Dehydration affects cerebral blood flow but not its metabolic rate for oxygen during maximal exercise in trained humans.
Bottom Line: In all conditions, reductions in ICA and MCA Vmean were associated with declining cerebral vascular conductance, increasing jugular venous noradrenaline, and falling arterial carbon dioxide tension (P aCO 2) (R(2) ≥ 0.41, P ≤ 0.01) whereas CCA flow and conductance were related to elevated blood temperature.In conclusion, dehydration accelerated the decline in CBF by decreasing P aCO 2 and enhancing vasoconstrictor activity.However, the circulatory strain on the human brain during maximal exercise does not compromise CMRO2 because of compensatory increases in O2 extraction.
Affiliation: Centre for Sports Medicine and Human Performance, Brunel University, London, UK.Show MeSH
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Mentions: In the dehydration trial (Fig. 1), body mass in DEH was lower compared to control (75.8 ± 2.7 vs. 78.2 ± 2.7 kg, corresponding to a 3.1 ± 0.3% body mass loss, P < 0.01), and was restored in REH (77.7 ± 2.9 kg). DEH was accompanied by an increased arterial and venous haemoglobin concentration ([Hb]) (P < 0.01; Table 1), indicative of a reduction in blood volume, whereas REH restored these responses. Prior to exercise, intestinal and internal jugular venous temperatures were higher in DEH compared to control (38.3 ± 0.1 vs. 36.8 ± 0.1 and 37.7 ± 0.1 vs. 36.5 ± 0.1°C, respectively, both P < 0.001; Fig. 6C), but were restored to control values in REH (36.5–36.8°C). In DEH, both intestinal and blood temperature remained elevated and increased with work rates to a peak of 38.2 ± 0.1°C (P < 0.01; Fig. 6C). In control, intestinal and internal jugular venous temperature increased progressively to 37.4 ± 0.1 and 37.9 ± 0.1°C, with similar responses observed during REH. Mean skin temperature (Tsk) was unchanged across exercise intensities and between incremental conditions (33.8 ± 0.3, 32.6 ± 0.4 and 33.1 ± 0.3°C in control, DEH and REH, respectively). Heart rate followed the same pattern, with peak values being similar in all three conditions (179 ± 4, 184 ± 2 and 179 ± 3 beats min−1 in control, DEH and REH, respectively).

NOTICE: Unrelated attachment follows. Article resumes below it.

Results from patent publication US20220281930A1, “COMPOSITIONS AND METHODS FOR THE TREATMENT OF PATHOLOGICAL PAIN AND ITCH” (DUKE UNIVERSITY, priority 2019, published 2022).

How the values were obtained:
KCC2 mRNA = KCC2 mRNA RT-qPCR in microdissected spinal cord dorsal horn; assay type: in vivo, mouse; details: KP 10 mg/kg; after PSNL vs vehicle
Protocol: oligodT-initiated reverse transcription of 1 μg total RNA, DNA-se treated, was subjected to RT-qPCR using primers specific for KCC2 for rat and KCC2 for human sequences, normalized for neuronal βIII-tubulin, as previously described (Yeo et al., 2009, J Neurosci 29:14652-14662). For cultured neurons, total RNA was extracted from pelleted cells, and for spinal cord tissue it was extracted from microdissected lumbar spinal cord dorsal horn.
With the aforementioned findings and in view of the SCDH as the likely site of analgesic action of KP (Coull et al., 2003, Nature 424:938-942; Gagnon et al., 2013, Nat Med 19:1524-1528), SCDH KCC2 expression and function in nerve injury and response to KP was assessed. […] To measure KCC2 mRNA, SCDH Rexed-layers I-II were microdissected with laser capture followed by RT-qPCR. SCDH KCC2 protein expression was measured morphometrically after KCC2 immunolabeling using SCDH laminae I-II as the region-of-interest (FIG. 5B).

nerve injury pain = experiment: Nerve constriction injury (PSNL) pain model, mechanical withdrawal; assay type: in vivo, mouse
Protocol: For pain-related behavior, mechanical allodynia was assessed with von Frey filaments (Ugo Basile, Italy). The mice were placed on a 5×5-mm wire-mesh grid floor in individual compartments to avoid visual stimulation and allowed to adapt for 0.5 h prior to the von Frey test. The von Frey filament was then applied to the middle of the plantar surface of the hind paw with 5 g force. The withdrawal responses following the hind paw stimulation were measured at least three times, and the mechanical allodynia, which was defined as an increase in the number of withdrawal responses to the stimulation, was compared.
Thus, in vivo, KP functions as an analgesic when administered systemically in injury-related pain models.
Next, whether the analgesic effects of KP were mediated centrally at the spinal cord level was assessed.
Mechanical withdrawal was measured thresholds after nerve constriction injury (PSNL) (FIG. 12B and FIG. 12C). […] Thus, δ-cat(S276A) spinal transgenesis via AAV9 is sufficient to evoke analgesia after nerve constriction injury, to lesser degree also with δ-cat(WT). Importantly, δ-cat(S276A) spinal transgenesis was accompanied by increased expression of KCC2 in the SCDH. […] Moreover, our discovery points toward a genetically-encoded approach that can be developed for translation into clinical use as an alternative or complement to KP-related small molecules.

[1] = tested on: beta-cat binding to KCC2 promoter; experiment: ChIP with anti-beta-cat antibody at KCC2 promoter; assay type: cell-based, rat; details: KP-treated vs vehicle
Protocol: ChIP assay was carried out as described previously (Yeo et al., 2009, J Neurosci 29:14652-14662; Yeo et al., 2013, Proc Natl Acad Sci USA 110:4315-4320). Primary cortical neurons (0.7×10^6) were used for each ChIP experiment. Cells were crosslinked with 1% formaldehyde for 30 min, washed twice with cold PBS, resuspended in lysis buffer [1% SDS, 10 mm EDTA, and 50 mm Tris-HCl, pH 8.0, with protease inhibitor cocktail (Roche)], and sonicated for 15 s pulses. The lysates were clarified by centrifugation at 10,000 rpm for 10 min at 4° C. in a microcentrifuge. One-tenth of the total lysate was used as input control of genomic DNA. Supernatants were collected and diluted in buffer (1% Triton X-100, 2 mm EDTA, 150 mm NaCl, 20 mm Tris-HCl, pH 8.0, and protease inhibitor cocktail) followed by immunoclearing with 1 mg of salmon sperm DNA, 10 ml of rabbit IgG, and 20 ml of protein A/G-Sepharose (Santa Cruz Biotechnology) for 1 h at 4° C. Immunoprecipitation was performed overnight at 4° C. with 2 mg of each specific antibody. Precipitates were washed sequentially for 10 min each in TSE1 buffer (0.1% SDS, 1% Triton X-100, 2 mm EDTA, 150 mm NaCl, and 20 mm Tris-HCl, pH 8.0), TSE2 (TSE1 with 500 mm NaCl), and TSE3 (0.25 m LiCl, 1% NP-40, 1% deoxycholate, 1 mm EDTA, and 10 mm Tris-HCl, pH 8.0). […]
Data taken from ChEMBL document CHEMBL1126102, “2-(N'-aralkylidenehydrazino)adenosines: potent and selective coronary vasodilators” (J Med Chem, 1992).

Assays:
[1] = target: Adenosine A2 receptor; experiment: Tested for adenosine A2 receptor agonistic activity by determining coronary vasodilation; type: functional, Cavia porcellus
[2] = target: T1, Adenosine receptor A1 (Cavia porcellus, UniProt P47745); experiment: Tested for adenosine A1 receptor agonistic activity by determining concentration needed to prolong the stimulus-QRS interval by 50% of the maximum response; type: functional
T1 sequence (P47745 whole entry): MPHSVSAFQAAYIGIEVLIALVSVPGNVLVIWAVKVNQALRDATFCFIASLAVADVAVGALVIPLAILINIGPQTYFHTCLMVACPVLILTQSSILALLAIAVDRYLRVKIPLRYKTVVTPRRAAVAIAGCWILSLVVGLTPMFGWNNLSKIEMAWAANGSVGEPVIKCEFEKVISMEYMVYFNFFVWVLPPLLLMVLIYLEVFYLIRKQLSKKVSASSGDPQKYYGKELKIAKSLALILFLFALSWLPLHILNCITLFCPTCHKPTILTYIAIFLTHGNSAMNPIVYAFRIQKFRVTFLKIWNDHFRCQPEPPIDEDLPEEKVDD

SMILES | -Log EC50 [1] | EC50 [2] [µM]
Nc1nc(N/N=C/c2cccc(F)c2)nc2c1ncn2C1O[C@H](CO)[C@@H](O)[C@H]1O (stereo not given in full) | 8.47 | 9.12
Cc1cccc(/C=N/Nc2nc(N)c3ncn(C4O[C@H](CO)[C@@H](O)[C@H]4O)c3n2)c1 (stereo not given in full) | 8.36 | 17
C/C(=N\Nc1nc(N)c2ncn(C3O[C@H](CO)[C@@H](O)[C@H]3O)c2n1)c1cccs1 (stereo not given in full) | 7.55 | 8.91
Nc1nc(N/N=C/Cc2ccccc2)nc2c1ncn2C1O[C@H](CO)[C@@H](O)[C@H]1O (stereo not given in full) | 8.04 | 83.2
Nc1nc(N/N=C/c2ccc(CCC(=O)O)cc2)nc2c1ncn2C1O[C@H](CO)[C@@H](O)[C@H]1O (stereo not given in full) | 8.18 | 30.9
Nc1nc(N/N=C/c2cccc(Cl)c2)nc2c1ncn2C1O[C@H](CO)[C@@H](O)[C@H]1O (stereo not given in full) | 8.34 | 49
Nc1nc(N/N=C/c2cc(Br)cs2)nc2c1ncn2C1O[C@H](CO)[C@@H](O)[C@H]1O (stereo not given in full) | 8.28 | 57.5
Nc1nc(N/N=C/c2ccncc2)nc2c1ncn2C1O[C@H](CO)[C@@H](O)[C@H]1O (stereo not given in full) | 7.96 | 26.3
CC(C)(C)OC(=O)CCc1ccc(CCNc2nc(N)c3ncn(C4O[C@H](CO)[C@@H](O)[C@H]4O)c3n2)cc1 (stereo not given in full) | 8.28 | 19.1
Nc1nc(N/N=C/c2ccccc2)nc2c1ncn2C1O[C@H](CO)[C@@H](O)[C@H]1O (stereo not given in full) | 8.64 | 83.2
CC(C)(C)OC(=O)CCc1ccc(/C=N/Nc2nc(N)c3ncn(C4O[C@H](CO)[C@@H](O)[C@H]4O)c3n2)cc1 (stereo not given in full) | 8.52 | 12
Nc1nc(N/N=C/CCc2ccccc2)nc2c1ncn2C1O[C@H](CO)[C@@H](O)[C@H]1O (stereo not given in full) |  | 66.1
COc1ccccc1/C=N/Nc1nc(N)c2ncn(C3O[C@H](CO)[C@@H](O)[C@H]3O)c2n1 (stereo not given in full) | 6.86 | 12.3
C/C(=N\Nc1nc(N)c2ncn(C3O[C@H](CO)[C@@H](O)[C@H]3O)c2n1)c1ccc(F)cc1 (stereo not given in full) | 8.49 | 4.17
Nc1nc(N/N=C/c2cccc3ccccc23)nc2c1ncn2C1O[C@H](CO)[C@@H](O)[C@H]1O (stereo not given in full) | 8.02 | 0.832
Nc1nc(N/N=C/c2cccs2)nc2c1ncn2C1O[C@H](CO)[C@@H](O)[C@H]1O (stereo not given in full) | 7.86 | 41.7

Affiliation: Centre for Sports Medicine and Human Performance, Brunel University, London, UK.